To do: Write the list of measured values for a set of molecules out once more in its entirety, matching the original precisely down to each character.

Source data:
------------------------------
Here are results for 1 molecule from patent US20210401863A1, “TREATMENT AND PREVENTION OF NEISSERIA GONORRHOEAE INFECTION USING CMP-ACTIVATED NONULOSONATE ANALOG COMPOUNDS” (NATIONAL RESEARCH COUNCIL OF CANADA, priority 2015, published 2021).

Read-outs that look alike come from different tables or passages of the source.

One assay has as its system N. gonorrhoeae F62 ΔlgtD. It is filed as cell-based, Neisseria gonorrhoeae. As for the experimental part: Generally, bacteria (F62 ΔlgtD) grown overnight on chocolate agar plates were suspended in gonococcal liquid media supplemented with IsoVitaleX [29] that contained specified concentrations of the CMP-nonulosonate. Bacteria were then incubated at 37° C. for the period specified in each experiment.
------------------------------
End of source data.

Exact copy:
Here are results for 1 molecule from patent US20210401863A1, “TREATMENT AND PREVENTION OF NEISSERIA GONORRHOEAE INFECTION USING CMP-ACTIVATED NONULOSONATE ANALOG COMPOUNDS” (NATIONAL RESEARCH COUNCIL OF CANADA, priority 2015, published 2021).

Read-outs that look alike come from different tables or passages of the source.

One assay has as its system N. gonorrhoeae F62 ΔlgtD. It is filed as cell-based, Neisseria gonorrhoeae. As for the experimental part: Generally, bacteria (F62 ΔlgtD) grown overnight on chocolate agar plates were suspended in gonococcal liquid media supplemented with IsoVitaleX [29] that contained specified concentrations of the CMP-nonulosonate. Bacteria were then incubated at 37° C. for the period specified in each experiment.